Article by Guest Contributor, Carrie Garner, Army Spouse
I don’t know what changed. Maybe it was the shows or movies I watched that were about the end of the world. More than likely, it was the show Doomsday Preppers. That show inspired me to make a raised bed garden and plant it in the front yard, grow tomatoes in 5 gallon buckets, also in the front yard, and be the subject of hot topic in the neighborhood. The top 5 things I learned about supporting a family, in Missouri, during a severe drought AND through an EF-5 tornado about 2.5 hours away; is countless knowledge that I can take wherever the Army sends me.
First, you have to be able to put in hard work for anything relating to sustainable living. You can rest easy though, knowing that work is well worth the rewards. These are the top 5 things you can do, to save money and feed your family; should anything happen…or just as a fun family project!
It is vital that you do research on the plants you want to grow and the areas in which you can plant. This is especially important if you have a picky landlord or live on post. I chose to do many container gardens along with raised beds so I didn’t have to till up any soil.
A good beginner raised bed garden size is 9×13. This allows room to tend to the garden from either side without directly walking in it. The frames are inexpensive to buy and even cheaper to make. Gardener’s Supply has a wide variety of frames and options to buy, or you can visit your local hardware store and purchase the equipment. One piece of advice is to buy treated wood that won’t rot after the growing season.
If you are living in an apartment complex with no personal yard access, you can grow things in containers (I used 5 gallon buckets with holes punched in bottoms). I had a lot of success with tomatoes and peppers, but there are several other fruits and vegetables that you grow well in small areas too. I recently read online that there is an apple tree that you can grow in a container. They are called Columnar Apples and are available for purchase. They fruit quicker than regular apple trees and grow up to 7-9′ tall but their branches do not spread. This is just one of the examples of the many things you can grow in a small area.
The next important step is being able to preserve the food you have grown. There are several different ways to achieve this. One easy method is drying the food. It is cheap and easy, and almost all foods can be harvested. Many of us are familiar with this, especially if we have made our own beef jerky or used a food dehydrator. You can also dry your food using just sunlight; making this option a truly sustainable way. Homemade dehydrators are simple to make. You can use soft lumber, cut into squares with screen on the top to prevent animals/bugs from getting into the food. Another option is using your oven or regular food dehydrator. Dehydrated foods have many nutrients; typically most are lost when you cook the food regularly.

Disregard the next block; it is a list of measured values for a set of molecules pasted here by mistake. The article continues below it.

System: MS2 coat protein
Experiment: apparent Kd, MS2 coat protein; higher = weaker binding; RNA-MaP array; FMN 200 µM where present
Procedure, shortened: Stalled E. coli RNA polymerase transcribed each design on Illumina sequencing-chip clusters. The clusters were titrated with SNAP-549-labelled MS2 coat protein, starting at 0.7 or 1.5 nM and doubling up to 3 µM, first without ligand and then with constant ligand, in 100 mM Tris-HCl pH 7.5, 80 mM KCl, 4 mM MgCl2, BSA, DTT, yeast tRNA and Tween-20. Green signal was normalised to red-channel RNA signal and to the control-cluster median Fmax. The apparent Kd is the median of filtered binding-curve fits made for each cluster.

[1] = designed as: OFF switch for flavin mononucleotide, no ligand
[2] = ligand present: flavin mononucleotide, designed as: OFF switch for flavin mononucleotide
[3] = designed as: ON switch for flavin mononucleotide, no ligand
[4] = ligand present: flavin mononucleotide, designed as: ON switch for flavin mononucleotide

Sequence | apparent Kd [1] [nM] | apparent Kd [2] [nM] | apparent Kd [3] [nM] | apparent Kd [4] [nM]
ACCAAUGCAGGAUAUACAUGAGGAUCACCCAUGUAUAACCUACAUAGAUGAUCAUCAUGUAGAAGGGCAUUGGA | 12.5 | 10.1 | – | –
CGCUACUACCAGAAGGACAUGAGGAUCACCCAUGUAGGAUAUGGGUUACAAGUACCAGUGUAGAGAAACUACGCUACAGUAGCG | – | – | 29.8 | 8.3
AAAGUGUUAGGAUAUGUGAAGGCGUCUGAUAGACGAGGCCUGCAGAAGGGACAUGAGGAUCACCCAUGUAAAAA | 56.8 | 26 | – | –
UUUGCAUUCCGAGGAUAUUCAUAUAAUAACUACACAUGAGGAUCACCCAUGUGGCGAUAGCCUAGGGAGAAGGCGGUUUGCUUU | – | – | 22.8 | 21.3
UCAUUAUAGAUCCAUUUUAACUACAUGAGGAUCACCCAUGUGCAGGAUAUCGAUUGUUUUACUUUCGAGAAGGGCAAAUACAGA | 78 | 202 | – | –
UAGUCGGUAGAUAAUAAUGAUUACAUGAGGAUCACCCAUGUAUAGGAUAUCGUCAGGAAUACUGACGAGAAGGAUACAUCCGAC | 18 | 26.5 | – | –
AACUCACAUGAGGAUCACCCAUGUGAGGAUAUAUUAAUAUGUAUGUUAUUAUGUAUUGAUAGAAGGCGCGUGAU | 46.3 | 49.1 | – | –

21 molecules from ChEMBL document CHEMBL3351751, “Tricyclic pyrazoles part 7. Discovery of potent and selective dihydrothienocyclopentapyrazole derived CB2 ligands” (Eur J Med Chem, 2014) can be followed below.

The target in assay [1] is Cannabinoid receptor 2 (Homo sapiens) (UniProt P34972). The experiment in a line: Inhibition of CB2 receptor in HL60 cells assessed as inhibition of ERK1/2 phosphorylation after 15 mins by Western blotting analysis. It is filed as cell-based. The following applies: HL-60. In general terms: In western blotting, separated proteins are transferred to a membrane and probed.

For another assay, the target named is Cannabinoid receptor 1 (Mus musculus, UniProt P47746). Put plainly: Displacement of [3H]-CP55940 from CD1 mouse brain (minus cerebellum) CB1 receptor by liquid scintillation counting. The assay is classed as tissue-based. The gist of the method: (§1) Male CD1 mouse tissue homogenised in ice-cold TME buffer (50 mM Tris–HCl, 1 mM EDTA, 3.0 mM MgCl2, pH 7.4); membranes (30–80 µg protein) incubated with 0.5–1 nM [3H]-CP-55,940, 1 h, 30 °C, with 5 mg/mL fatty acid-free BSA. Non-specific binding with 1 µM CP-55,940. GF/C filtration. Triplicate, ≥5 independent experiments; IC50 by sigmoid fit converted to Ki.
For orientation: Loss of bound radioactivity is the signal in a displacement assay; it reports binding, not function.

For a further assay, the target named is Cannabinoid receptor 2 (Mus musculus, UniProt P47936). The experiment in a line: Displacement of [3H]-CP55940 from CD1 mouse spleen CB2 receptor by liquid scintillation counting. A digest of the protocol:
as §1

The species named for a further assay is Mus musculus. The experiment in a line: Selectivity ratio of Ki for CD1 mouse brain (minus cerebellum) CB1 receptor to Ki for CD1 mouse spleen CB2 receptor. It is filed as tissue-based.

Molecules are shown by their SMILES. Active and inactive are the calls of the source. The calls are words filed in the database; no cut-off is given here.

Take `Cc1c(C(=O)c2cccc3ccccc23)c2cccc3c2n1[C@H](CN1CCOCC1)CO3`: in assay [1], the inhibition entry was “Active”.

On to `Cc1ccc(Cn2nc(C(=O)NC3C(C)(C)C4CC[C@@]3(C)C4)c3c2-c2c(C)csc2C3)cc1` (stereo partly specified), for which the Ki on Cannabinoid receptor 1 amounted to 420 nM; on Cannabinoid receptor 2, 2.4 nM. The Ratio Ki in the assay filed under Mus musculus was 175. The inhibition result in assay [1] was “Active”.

Canning is also another way to preserve food. Almost anything can be canned. either by water bath or using a pressure cooker. Canning saves money on goods you would usually buy at the local market and retains many of the foods nutrients, like dehydration. Although canning is very simple, it is important that you follow the guidelines for the acidity of food involved, time it will take to process and jar sealing. Canned goods, if not done properly, can cause severe food poisoning.
Another good thing to know about sustainable living, is the fact that many minor ailments can be treated with plants and other things you may have lying around your house. I’m not advocating only using nature as a way to treat illnesses, but in some circumstances, there are some tried and true methods of healing.
Everyone should have heard about the aloe vera plant. Its main ingredient is found in many over the counter items found at your local pharmacy. You can also grow the aloe vera plant at home. Aloe vera is mainly used for skin irritations. If you break off the tip of a plant, it will heal itself and refill for the next time you need it.
The chamomile plant is also useful for indigestion, chills and reportedly for nervousness. Many of us have tried chamomile as a tea form; usually, when we have problems sleeping. This is another plant you can grow yourself. Another word of caution, is to be sure and research the plants before use as, some of them resemble toxic plants.
Disaster preparedness is a also a part of the sustainable living lifestyle. You should research the area you live, in order to see if the spring season has a lot of tornadoes, or you are close to a fault line etc. As every military family should know, expect the unexpected. Keep as much water, food and supplies as you deem necessary for your family. Don’t forget about your 4-legged friends either. I am a strong advocate for a weather radio, no matter what area you live in. They are small, inexpensive and could save your life. Some of the newer ones even provide a way to charge your electronic devices by turning the handle or using solar power.
Sustainable living doesn’t always have to be about work and preparing your family for the worst. It can also be fun and you can create different “fun” things from all your hard work. You can press flowers and leaves; using what you already have like weights and newspaper. Making homemade potpourri is also simple, using dried flowers, essential oils and the dehydrator that you built.
Sustainable living may sound like a lot of work, but just remember the rewards you will have at the end. It’s easy to get lost on what to do and how to do it, but fortunately there are resources everywhere. Two books that are a wealth of knowledge are The Illustrated Encyclopedia of Country Living by Abigail Gehring and The Encyclopedia of Country Living by Carla Emery. Sustainable living doesn’t have to be just a chore. It can be fun too!